Bank Indonesia intervened in spot foreign currency trading as well as domestic non-deliverable forward and bond markets on Monday to stabilize the rupiah, an official said, as the currency fell 0.5 percent to the weakest since mid-January.
“BI is making sure of rupiah’s stability,” Nanang Hendarsah, the central bank’s head of monetary management, told Reuters by text message.
“BI is boldly buying bonds in the secondary market and is offering DNDF (domestic non-deliverable forwards) through eight brokers,” he said, adding that intervention was also done in a measured way in the spot foreign exchange (FX) market.
Hendarsah attributed the rupiah's fall in early trade to a drop in China's equities market, which plunged after reopening from a 10-day Lunar New Year holiday amid a rapidly spreading virus epidemic.
The Chinese yuan and commodities markets in Shanghai slumped on Monday, on fears the coronavirus epidemic will hit demand in the world's second-largest economy. The death toll in China rose to 361 as of Sunday with the number of confirmed cases rising to more than 17,200.
The rupiah fell as much as 0.5 percent to 13,725 per dollar by 0442 GMT. So far this year, it has gained 1.1 percent helped by big inflows.
Indonesia is one of Asia’s higher-yielding markets and has attracted heavy overseas inflows into its bond markets as investors sought better returns in a world of plunging interest rates.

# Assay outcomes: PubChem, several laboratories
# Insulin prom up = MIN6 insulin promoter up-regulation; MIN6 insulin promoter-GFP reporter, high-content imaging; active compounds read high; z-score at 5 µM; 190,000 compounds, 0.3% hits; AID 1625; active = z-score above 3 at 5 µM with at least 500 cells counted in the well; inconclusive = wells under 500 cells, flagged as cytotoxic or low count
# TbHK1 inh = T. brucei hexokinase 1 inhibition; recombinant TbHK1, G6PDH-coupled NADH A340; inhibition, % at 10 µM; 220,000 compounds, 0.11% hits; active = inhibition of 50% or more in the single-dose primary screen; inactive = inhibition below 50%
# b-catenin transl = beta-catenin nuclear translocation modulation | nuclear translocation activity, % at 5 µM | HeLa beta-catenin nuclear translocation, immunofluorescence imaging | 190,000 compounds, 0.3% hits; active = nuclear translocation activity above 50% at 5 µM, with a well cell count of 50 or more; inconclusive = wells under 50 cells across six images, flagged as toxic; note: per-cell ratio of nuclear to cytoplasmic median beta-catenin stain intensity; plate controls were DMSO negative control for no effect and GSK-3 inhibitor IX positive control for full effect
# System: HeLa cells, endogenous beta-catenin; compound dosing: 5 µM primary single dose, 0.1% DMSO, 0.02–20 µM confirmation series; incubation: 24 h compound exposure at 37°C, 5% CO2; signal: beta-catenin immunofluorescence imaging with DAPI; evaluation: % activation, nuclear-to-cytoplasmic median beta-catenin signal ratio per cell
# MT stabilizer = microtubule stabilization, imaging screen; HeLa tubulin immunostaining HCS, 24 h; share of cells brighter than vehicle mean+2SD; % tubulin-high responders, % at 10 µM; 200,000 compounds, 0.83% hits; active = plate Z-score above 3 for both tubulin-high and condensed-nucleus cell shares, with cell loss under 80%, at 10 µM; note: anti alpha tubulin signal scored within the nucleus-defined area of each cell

Indonesia’s benchmark 10-year bond yield jumped to 6.701 percent, from the previous session’s close of 6.645 percent.
The stock market fell 0.5 percent on Monday and is down 6.6 percent since mid-January, making it the second-worst performing in Southeast Asia after Manila so far this year.
BI intervened in bonds, DNDF and spot markets almost daily last week, according to a trader in Jakarta, but the central bank was seen focusing most of its intervention in the bond and DNDF markets.
Indonesia’s one-month DNDF contracts on Monday traded at 13,751 to the dollar, stronger than comparable offshore non-deliverable forwards at 13,840.
The interventions have helped keep the rupiah mostly stable in recent weeks, the trader said, but dollar liquidity in the spot market is tight.
“BI prefers to do their intervention through DNDF now, but most of the offshore traders are seeking dollar in the spot market, which currently is a bit illiquid,” the trader said.
BI sold DNDF contracts worth more than US$380 million early on Monday, the trader said, adding to around $450 million sold on Friday.
Meanwhile, the central bank believes the pressure on the rupiah is temporary.
“We believe the rupiah’s weakness is temporary because fundamentally, the rupiah will be supported by a narrowing current account deficit, low and stable inflation and resilient growth,” Hendarsah said.